Miracles or Coincidences: Miracles Do Happen!

Miracles or Coincidences: Miracles Do Happen!

by Geraldine Moran

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Overview

Have you considered that you are constantly surrounded by miracles?

Would you like to be?

This book makes miracles accessible to all with amazing stories, lessons, and examples of everyday people, celebrities, and celebrated Aussies. Geraldine's conversational style comes through whether you are in the best of times or not.

You'll learn:

  • Miracles happen.
  • How to live life in the moment and experience miracles.
  • What a miracle is and how can one happen to you.
  • Seven steps to recognise and harness the power of miracles.
  • That miracles are happening around us every day.
  • How to recognise the blocks that are holding you back.
  • Seven steps to empower the life of your dreams.

"I highly recommend this truly amazing book. It is a must read for everyone that wants to bring forth miracles into everyday life."

-Justine Pollard, bestselling author of Smart Trading Plans

"Geraldine explores in one book the secrets that have taken me years of searching to find. Read and follow the (M.I.R.A.C.L.E.) steps and watch the doors of your wildest dreams open wide."

-Fiona Jones, bestselling author of Mr. Millionaire

Product Details

ISBN-13: 9781452581286
Publisher: Balboa Press
Publication date: 10/14/2013
Pages: 224
Product dimensions: 6.00(w) x 9.00(h) x 0.51(d)

Read an Excerpt

MIRACLES OR COINCIDENCES

MIRACLES DO HAPPEN!


By GERALDINE MORAN

Balboa Press

Copyright © 2013 Geraldine Moran
All rights reserved.
ISBN: 978-1-4525-8128-6



CHAPTER 1

M: MASTERY OF THE MYSTERY


[T]he teaching of your own religion must be in your heart. That's very important. Only then will you have an experience of it that is of real value; otherwise it is simply a piece of knowledge in your head and when you are faced with problems in your life, it won't be of any help.

—The Dalai Lama


Miraculous events have long held a fascination, and people try to explain those events in terms of their current frame of reference. In bringing the recognition of miracles into our lives, one of the simplest and most profound things to do is locate that place of mindfulness. Mindfulness is a term that has seeped into our language from Eastern traditions; it is closely connected to meditation. When we are mindful, we are in the present moment. We are in the here and now; nothing matters except what is in our understanding at that time. When we can truly stay in the moment, we begin to see how things work, how we do things in our daily lives, and how we interact with and treat ourselves and others. We begin to lift the veil on our actions and see our true selves.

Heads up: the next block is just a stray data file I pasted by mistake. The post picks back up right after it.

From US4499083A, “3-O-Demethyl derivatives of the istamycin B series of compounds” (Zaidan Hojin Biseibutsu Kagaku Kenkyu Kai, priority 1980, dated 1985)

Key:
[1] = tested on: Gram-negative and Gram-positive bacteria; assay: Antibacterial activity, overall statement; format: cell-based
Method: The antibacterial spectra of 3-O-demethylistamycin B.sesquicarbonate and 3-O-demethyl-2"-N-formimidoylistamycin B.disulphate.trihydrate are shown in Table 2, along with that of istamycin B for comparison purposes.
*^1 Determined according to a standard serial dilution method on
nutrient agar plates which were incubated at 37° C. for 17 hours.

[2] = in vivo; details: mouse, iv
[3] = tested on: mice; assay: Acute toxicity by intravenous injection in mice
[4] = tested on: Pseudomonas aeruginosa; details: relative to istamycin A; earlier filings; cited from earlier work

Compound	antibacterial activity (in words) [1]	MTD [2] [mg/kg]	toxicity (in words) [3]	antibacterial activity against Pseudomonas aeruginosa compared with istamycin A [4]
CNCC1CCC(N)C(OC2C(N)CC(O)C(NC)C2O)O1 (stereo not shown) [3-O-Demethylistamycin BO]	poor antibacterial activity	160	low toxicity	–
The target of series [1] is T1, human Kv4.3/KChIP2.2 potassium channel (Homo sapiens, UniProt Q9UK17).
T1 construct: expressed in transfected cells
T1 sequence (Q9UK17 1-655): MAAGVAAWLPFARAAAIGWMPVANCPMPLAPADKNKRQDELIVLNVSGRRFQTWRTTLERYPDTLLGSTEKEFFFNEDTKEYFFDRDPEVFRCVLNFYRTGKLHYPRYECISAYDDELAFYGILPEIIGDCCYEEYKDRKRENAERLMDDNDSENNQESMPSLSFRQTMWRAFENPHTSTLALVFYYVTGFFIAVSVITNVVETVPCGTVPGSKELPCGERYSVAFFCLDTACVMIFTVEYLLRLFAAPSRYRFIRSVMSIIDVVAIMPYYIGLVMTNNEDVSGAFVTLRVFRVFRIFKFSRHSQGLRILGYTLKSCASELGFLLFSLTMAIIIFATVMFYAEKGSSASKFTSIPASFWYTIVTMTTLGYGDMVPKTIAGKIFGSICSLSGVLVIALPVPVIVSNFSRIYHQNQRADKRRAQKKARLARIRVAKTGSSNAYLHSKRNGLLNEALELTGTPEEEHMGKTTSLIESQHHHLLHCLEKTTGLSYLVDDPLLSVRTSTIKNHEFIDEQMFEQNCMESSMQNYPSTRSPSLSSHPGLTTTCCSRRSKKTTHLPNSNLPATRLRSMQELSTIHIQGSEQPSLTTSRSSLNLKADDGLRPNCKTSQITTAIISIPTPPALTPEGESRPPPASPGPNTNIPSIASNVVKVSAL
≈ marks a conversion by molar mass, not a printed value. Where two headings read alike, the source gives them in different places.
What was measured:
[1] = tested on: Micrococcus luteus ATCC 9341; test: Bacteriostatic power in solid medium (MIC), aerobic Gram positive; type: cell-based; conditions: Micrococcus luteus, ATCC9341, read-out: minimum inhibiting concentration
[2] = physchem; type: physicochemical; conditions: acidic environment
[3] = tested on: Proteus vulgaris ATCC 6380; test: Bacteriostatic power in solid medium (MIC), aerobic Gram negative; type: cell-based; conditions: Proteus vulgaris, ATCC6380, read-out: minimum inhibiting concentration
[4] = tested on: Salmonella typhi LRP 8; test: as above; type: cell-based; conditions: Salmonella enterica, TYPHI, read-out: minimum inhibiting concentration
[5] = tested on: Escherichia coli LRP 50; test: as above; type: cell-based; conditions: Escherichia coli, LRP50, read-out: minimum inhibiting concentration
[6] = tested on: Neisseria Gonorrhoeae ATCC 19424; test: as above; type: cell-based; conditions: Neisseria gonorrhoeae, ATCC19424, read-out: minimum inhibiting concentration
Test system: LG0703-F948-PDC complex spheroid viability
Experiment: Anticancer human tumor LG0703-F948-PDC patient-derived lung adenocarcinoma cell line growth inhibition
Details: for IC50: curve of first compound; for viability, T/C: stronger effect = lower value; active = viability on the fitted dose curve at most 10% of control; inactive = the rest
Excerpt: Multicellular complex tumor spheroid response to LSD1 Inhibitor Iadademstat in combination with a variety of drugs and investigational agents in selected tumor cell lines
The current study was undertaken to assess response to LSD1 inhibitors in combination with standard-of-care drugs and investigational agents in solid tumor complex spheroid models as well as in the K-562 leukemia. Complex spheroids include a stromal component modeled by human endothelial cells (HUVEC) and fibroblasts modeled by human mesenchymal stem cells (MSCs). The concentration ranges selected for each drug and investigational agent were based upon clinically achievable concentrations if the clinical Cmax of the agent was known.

We can start listening to those things around us that have a voice. There are truly wonderful things in nature constantly giving voice to make our days more full yet less hectic. We can also tune into our individual breathing and the miracle of our diaphragms automatically going out and in to drive our bodily systems. We can even hear our own heartbeats as we tune into an awareness of the now. We are able to find the miracle that is ourselves as we do this. When we find that moment of peace, that space between the constant monkey thoughts that bombard us on a daily basis, we begin to place those things we want to think about in that gap. We begin to see the world as we wish to see it; we begin to see our connections at work; and we begin to see miracles unfold.

Finding this state of mindfulness also brings us in line with our beings. There are many ways to do this. Meditation is only one—albeit a very effective one. Prayer helps some people to find the gap and peace in their lives. It is also a way to invite more and more peace into their lives. Contemplation in nature, just being immersed in the beautiful surroundings, allows a freeing of the day-to-day routine and a return to a quiet we dream of. But we cannot always easily return to the daily whirlwind of our modern lives.

When we reach this mindful state and practice to bring it into our lives more often, we become increasingly aware of the things we want in our lives. We begin to focus on those things, and as we think more about them, we begin to see how they can manifest for us. Opportunities that once seemed in the distance start to open. The romance that died in a relationship rekindles, or that job you really want suddenly becomes available, and you see that your thoughts are also guiding your outcome. It is sometimes difficult to acknowledge this, and you might find it is much easier to think, Oh, that's just a coincidence, or It's nothing to do with me. But you should acknowledge the wonder that you are. And you can begin to think that that divine spark within you is meeting you halfway and showing you a whole other world you may think is beyond your reach.